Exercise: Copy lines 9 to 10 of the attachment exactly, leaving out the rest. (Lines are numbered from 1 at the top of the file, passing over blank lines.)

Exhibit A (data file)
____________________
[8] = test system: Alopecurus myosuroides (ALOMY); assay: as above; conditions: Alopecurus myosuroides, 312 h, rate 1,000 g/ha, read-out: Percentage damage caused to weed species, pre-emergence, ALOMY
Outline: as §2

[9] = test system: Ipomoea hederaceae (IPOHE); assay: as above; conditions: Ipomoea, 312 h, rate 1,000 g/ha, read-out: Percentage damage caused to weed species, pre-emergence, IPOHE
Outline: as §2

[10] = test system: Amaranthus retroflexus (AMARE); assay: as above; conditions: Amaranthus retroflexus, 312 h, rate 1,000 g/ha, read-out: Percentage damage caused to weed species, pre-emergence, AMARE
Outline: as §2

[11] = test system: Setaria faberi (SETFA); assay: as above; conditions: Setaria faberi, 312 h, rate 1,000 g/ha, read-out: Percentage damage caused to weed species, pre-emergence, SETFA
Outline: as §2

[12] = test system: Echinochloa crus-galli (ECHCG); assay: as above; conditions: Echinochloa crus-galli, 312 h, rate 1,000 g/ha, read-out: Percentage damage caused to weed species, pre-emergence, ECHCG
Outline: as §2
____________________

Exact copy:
[12] = test system: Echinochloa crus-galli (ECHCG); assay: as above; conditions: Echinochloa crus-galli, 312 h, rate 1,000 g/ha, read-out: Percentage damage caused to weed species, pre-emergence, ECHCG
Outline: as §2